Despite my recent musings about the efficacy of emergency funds, I honestly do want one. A robust one. One that can make it through the Oregon Trail without dying of dysentery.
The question, though, is when is your emergency fund… done?
The conventional (pre-recession) wisdom was 3 months’ expenses. Now you hear anything from 6-12 months. There are other people have an actual dollar amount. One reader had her EF hit $10,000. Another mentioned that $2,500 is her magic number.
I asked some other PF bloggers. Most of them have 12 months’ expenses saved up, but that isn’t necessarily their recommendation for others. The general consensus is, well, that it’s personal. Your optimal EF will depend on factors like job stability, risk tolerance, investment levels, and more.
Here are some specific points from them:
Mike from Oblivious Investor was fine with 6 months when he was an accountant. Now that he’s self-employed he wants 12 months’ expenses.
Ashley from Money Talks Coaching agreed that her 6-month account would need to double if she were self-employed.
J. Money started with 3 months’ expenses, but has moved to a full year’s expenses.
Lisa from Every Woman’s Money emphasized individual situations are what matters: debt size, financial commitments, your spouse’s job and/ormoney-making skills, family support, etc.
Andrea from Take a Smart Step keeps 12 months’ worth around. ” I prefer that my emergency fund has an emergency fund.”
Doug from Military Retirement & Financial Independence says servicemen and women don’t really worry about sudden layoffs. So they can have very small emergency funds.
Eric from NarrowBridge Finance started at 3, increased it to 6 and has now decided on a specific dollar amount.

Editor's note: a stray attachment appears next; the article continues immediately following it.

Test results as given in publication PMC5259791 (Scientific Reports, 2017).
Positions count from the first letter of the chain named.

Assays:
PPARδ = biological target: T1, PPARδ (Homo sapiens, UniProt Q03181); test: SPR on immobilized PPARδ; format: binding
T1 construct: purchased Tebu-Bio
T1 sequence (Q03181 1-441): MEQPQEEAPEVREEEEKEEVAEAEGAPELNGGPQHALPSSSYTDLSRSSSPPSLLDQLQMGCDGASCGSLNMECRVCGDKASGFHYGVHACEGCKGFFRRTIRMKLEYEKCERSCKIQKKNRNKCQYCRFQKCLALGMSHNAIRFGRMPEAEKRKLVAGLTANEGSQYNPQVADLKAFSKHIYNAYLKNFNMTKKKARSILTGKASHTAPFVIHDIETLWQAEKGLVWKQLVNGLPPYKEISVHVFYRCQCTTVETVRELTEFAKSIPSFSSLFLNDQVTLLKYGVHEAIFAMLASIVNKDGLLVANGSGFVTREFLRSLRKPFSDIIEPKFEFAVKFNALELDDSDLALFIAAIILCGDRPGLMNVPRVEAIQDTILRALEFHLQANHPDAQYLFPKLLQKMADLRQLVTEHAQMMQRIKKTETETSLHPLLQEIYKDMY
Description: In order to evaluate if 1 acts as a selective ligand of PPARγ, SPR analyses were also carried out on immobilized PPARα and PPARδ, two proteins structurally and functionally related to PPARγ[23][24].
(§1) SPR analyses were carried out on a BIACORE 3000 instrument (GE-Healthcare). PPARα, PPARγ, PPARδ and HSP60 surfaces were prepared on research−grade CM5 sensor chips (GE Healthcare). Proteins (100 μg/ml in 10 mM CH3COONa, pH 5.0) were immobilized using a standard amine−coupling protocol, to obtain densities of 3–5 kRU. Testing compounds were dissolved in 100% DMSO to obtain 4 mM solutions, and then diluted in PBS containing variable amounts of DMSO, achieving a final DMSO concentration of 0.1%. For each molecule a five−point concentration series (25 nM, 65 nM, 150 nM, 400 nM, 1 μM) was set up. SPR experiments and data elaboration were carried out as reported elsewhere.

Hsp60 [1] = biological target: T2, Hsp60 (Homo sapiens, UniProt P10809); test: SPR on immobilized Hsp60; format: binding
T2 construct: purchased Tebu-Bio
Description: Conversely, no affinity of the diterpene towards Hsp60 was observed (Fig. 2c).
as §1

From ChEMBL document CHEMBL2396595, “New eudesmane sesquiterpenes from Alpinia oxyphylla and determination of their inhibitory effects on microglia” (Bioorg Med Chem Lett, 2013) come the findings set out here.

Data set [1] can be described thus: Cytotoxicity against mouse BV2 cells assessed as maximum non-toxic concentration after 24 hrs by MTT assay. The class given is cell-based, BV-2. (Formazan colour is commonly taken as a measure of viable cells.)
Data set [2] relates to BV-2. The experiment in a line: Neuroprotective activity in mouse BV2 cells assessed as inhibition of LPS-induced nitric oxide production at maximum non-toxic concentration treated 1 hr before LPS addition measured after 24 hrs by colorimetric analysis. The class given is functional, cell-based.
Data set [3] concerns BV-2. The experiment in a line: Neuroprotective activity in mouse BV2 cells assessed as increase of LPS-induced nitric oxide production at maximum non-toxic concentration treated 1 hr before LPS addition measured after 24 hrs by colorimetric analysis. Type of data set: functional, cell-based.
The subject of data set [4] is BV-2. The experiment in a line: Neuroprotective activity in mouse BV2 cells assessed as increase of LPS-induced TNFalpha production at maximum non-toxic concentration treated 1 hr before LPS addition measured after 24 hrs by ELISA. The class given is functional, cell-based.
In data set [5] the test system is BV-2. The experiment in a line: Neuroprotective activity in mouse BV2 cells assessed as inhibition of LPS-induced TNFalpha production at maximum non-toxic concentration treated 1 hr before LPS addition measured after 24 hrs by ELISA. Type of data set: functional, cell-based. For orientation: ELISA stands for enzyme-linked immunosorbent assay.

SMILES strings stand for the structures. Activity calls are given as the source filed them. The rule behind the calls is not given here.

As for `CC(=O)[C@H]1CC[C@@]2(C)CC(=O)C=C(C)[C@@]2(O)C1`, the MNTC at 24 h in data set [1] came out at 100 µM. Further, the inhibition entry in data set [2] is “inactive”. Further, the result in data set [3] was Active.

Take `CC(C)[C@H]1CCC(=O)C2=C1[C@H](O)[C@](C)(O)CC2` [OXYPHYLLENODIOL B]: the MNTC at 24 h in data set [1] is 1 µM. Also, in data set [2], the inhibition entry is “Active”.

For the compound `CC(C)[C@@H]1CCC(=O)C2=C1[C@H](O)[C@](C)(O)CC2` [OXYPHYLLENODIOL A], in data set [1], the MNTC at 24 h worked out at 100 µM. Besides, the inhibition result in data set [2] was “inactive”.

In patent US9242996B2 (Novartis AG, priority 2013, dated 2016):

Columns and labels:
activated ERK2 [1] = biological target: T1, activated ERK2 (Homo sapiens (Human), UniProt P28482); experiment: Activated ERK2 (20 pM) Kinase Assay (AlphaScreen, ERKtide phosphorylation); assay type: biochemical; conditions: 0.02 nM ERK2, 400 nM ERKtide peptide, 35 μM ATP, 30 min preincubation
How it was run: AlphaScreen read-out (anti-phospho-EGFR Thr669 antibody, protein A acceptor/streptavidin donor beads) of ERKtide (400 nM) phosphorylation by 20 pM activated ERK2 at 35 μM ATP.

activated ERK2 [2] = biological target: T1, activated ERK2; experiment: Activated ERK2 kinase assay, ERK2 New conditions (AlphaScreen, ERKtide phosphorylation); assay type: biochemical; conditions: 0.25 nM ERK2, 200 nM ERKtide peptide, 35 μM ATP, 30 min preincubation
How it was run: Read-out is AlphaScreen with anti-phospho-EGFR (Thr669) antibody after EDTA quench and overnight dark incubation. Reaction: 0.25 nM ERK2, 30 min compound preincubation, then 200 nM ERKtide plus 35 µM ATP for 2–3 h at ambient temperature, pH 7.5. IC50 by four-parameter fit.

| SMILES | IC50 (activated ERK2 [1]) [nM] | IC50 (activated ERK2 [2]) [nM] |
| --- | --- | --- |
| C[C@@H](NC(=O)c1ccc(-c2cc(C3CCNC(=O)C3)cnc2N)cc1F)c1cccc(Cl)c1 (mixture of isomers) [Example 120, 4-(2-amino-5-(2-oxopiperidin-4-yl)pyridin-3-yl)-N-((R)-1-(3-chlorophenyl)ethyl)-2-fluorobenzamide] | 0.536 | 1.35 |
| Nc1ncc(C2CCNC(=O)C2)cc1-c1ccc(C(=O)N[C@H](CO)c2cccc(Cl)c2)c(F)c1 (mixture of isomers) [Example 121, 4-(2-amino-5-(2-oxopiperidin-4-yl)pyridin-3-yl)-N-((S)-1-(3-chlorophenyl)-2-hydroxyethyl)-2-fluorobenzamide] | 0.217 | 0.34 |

Kelly from The Centsible Life keeps just one month’s expenses. The rest go toward debt. But, she points out, that’s only because they both work, and her husband’s job is very stable.
Emily from Live Like a Mensch says hers is $1,000. But they have various other savings accounts, which can act as an emergency fund in a pinch.
I was thinking of something similar in our situation, so this resonated with me. Granted, I want more than $1,000 — probably $3,000-5,000.
The main issue here is when you start diversifying from your emergency fund to other kinds of savings.
I do want a cushion, but I also want us to have a normal savings account for non-emergencies. I don’t want to spend a year or more building up a 12-month EF and then start saving for those double-pane windows.
What’s your ideal emergency fund? And how do you/would you balance an EF and a regular savings account?
Also, I couldn’t find a good place for this in the post, but I still wanted to cite the answer from Todd of Financial Mentor:
“The 3, 6, or 9 month rule only makes sense when your savings are below that number. Once you move beyond that number for your total savings you move from conventional personal finance rules to wealth building rules. In other words, the complication of keeping an emergency reserve separate from your growing liquid net worth ceases to make sense. It is more important to aggregate your funds and focus on investment strategy to enhance net worth.”
Food for thought.